# Chemical Engineering - Chemical Reaction Engineering - Discussion

28.

The rate constant of a chemical reaction increases by 100 times when the temperature is increased from 400 °K to 500 °K. Assuming transition state theory is valid, the value of E/R is

 [A]. 8987°K [B]. 9210°K [C]. 8764°K [D]. 8621°K

Explanation:

No answer description available for this question.

 Suman said: (May 13, 2013) k = k0*e^-(E/RT). K1 = k0*e^-(E/400R). K1 = k0*e^-(E/500R). GIVEN THAT, K2 = 100K1.................(1). K1/K2 = e^-(E/400R-E/500R).........(2). Substitute eqn 1 in 2 and take logarithmic on both sides you will get the answer.

 Shan Rana said: (Nov 15, 2013) Correct option is [B] 9210K. @Suman has given the right solution. 1/100 = e^(E/R400 - E/R500). ln 0.01 = E/R (-1/2000). -4.61 = E/R (-0.0005). E/R = 4.61/0.0005. E/R = 9210 K.

 V V said: (Dec 17, 2014) Correct answer: C As they ask to solve by transition state theory. Equation is: K = Ko*e^(-E/RT)*T.

 Surya said: (Mar 4, 2015) Here the answer is wrong the rate follows this equation according to transition state theory: K = Ko*e^(-E/RT)*T. Here k increased by 100 times and temperatures are 400 and 500 then we get the answer 8764.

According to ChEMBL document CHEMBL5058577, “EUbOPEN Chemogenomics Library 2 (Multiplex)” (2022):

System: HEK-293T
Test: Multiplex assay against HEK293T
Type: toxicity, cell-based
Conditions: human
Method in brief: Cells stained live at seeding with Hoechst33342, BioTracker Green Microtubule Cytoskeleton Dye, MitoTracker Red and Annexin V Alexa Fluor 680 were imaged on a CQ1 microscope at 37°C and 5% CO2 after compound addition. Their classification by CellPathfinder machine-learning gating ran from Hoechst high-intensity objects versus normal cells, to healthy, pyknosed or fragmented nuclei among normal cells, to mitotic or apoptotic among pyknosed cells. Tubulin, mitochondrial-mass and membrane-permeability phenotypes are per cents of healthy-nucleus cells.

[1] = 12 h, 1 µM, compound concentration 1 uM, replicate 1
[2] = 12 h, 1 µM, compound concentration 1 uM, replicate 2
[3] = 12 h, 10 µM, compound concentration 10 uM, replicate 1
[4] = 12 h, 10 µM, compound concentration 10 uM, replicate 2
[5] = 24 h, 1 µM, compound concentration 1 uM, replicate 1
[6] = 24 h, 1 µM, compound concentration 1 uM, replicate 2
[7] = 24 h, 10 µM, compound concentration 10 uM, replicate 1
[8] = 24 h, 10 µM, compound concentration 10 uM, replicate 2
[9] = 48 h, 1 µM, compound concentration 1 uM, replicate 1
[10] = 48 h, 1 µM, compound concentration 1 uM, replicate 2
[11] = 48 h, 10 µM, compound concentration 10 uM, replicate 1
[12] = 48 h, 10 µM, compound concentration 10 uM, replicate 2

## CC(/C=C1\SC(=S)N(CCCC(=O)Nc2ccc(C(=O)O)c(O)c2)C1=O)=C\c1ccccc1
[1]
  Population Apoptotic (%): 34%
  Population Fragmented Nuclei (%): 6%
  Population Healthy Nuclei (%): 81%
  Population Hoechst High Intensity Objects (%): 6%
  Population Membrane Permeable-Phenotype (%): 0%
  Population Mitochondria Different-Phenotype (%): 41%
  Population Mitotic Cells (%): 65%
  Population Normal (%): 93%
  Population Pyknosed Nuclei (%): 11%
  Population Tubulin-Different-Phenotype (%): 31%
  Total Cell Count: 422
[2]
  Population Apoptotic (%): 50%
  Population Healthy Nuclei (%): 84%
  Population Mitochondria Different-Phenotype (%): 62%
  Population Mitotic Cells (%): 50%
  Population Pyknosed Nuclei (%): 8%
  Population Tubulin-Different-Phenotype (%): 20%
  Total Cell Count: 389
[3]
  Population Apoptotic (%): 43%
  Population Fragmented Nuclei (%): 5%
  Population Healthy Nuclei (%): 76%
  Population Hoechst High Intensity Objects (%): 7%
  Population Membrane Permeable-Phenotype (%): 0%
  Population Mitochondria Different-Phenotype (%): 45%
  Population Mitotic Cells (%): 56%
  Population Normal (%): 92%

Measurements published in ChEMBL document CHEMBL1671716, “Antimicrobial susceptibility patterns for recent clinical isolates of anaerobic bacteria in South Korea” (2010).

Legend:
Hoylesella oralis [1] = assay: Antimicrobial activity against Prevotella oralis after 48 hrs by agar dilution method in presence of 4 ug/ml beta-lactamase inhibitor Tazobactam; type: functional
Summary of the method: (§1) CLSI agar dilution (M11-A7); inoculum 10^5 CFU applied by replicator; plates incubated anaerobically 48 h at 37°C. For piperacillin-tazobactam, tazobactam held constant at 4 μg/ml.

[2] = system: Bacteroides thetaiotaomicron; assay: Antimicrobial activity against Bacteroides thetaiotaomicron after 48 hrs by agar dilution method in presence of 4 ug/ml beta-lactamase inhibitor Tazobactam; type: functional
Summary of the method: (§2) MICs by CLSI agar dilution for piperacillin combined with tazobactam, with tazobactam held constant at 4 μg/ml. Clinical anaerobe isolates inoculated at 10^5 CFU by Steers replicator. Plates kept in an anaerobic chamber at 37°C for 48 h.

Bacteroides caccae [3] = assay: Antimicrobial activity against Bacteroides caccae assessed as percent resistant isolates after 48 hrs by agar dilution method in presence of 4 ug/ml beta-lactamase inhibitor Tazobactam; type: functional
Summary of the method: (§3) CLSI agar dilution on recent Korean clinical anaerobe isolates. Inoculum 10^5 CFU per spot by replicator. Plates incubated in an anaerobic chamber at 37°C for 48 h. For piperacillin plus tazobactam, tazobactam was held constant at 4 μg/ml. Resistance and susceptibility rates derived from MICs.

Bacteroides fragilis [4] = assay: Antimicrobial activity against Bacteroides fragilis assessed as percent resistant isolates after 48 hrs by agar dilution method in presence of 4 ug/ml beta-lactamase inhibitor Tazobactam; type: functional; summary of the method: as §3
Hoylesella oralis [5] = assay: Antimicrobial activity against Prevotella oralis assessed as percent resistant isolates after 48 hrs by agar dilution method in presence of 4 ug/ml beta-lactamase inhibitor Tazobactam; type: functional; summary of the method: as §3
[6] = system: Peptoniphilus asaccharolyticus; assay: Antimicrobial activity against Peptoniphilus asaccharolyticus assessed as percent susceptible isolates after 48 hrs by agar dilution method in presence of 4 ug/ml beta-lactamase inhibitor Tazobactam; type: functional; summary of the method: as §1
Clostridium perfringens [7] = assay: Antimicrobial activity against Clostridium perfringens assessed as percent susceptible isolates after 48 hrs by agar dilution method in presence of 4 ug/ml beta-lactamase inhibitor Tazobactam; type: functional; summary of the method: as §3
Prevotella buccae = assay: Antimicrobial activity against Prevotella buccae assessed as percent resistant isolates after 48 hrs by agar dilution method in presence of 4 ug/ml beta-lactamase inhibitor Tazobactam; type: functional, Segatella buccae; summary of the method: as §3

Ajay said: (Apr 8, 2015) For transition state theory answer is C. While B is when we use Arrhenius equation.

 Ranjan Yadav said: (Nov 14, 2016) Ln((100k1/k1)) = E/R[(500 - 400)/(500 * 400)]. E/R = 9210 KELVIN.

 Parth said: (Nov 12, 2017) Correct Answer is 8764 k. Here we are calculating according to transition state theory, So formula is k = k0e-(E/RT)*T.

 Srinath said: (Feb 23, 2018) C is the correct option. I also agree.

 Muhammad Saleh said: (Sep 26, 2018) Here we can use ln k2/k1 = E/R (1/T1-1/T2).

 Vishal Verma said: (Feb 19, 2019) Option (C) is correct when it is given to transition state theory. Option (B) is correct if we have given to assume Arrhenius theory.

 Mnnit said: (Aug 28, 2019) The Correct answer is C.

 Kuldeep Verma said: (Nov 26, 2019) B is the Wrong answer Right answer is (C) 8764°K According to transition theory.